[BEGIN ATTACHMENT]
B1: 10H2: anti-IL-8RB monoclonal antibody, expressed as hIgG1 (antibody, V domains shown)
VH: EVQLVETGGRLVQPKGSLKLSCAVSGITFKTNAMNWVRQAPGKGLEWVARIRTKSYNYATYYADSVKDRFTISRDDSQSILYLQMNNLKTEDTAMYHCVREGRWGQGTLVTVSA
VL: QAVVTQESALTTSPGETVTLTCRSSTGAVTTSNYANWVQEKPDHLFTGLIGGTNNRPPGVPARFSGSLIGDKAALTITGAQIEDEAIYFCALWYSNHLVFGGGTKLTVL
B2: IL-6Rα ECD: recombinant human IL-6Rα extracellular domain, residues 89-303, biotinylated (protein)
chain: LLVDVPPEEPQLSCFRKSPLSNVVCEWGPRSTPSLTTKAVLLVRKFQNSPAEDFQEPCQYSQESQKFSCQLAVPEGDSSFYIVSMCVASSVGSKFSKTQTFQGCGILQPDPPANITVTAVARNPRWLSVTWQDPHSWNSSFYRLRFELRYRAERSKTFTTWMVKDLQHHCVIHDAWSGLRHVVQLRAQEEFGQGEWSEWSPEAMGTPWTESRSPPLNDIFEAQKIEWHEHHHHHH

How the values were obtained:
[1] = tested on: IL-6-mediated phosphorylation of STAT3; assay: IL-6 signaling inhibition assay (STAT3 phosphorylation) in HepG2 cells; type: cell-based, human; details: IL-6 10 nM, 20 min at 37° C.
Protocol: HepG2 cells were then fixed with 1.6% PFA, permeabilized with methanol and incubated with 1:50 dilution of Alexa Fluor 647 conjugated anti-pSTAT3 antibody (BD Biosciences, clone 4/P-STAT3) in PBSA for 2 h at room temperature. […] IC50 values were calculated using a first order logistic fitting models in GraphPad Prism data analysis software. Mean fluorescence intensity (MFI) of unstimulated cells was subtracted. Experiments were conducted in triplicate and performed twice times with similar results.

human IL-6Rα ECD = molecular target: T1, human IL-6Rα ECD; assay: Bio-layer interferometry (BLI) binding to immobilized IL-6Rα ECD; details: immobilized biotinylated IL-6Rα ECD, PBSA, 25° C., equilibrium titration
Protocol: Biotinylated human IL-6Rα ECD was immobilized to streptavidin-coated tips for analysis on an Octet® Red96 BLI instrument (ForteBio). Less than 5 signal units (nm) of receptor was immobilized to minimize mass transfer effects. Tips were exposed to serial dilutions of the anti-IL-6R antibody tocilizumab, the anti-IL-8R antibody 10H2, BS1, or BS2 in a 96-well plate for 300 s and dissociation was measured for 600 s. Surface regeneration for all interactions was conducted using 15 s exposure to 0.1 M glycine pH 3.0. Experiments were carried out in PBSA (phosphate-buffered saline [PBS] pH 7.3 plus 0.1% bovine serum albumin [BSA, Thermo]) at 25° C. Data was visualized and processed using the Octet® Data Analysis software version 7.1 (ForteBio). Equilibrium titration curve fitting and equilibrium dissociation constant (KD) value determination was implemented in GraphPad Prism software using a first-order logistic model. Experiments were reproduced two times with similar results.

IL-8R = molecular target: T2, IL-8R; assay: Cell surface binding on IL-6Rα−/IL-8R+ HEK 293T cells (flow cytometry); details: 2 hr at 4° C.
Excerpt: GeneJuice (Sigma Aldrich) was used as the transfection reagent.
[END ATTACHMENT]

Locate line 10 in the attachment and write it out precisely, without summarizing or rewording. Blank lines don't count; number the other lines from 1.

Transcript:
Protocol: Biotinylated human IL-6Rα ECD was immobilized to streptavidin-coated tips for analysis on an Octet® Red96 BLI instrument (ForteBio). Less than 5 signal units (nm) of receptor was immobilized to minimize mass transfer effects. Tips were exposed to serial dilutions of the anti-IL-6R antibody tocilizumab, the anti-IL-8R antibody 10H2, BS1, or BS2 in a 96-well plate for 300 s and dissociation was measured for 600 s. Surface regeneration for all interactions was conducted using 15 s exposure to 0.1 M glycine pH 3.0. Experiments were carried out in PBSA (phosphate-buffered saline [PBS] pH 7.3 plus 0.1% bovine serum albumin [BSA, Thermo]) at 25° C. Data was visualized and processed using the Octet® Data Analysis software version 7.1 (ForteBio). Equilibrium titration curve fitting and equilibrium dissociation constant (KD) value determination was implemented in GraphPad Prism software using a first-order logistic model. Experiments were reproduced two times with similar results.